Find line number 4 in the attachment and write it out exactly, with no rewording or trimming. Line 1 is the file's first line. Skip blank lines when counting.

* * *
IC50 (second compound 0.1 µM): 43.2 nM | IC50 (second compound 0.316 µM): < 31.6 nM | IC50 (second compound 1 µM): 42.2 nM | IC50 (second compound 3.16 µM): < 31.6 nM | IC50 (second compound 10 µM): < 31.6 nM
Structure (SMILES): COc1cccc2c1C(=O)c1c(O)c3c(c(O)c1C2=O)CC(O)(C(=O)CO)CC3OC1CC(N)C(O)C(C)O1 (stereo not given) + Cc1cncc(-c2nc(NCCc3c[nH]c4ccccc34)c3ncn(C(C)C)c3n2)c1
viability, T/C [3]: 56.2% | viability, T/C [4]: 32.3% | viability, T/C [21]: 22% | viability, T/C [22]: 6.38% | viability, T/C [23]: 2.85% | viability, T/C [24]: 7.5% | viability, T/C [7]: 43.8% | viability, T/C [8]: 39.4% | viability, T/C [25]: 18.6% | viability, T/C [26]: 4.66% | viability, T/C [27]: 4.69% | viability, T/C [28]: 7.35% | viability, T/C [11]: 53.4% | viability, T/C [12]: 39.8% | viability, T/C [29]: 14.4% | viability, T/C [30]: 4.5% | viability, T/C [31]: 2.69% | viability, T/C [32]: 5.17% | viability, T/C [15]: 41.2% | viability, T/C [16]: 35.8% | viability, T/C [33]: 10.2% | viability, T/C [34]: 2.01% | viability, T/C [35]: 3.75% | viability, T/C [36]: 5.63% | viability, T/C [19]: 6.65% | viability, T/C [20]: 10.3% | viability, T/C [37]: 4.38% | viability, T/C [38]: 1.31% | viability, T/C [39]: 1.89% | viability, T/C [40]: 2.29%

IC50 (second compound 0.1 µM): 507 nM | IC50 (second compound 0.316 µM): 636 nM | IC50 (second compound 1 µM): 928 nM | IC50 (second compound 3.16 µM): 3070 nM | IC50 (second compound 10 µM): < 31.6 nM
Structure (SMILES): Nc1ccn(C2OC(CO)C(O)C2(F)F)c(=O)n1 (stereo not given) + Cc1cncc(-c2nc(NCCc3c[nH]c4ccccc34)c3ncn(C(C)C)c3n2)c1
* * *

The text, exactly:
IC50 (second compound 0.1 µM): 507 nM | IC50 (second compound 0.316 µM): 636 nM | IC50 (second compound 1 µM): 928 nM | IC50 (second compound 3.16 µM): 3070 nM | IC50 (second compound 10 µM): < 31.6 nM